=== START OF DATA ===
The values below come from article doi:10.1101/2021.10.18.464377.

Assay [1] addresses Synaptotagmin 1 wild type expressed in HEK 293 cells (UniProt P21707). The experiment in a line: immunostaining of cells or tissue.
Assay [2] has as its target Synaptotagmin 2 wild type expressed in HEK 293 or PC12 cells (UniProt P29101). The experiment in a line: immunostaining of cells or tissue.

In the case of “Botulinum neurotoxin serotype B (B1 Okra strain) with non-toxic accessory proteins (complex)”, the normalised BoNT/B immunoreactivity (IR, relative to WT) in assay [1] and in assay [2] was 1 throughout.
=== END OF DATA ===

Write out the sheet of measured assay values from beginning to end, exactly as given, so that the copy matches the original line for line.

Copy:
The values below come from article doi:10.1101/2021.10.18.464377.

Assay [1] addresses Synaptotagmin 1 wild type expressed in HEK 293 cells (UniProt P21707). The experiment in a line: immunostaining of cells or tissue.
Assay [2] has as its target Synaptotagmin 2 wild type expressed in HEK 293 or PC12 cells (UniProt P29101). The experiment in a line: immunostaining of cells or tissue.

In the case of “Botulinum neurotoxin serotype B (B1 Okra strain) with non-toxic accessory proteins (complex)”, the normalised BoNT/B immunoreactivity (IR, relative to WT) in assay [1] and in assay [2] was 1 throughout.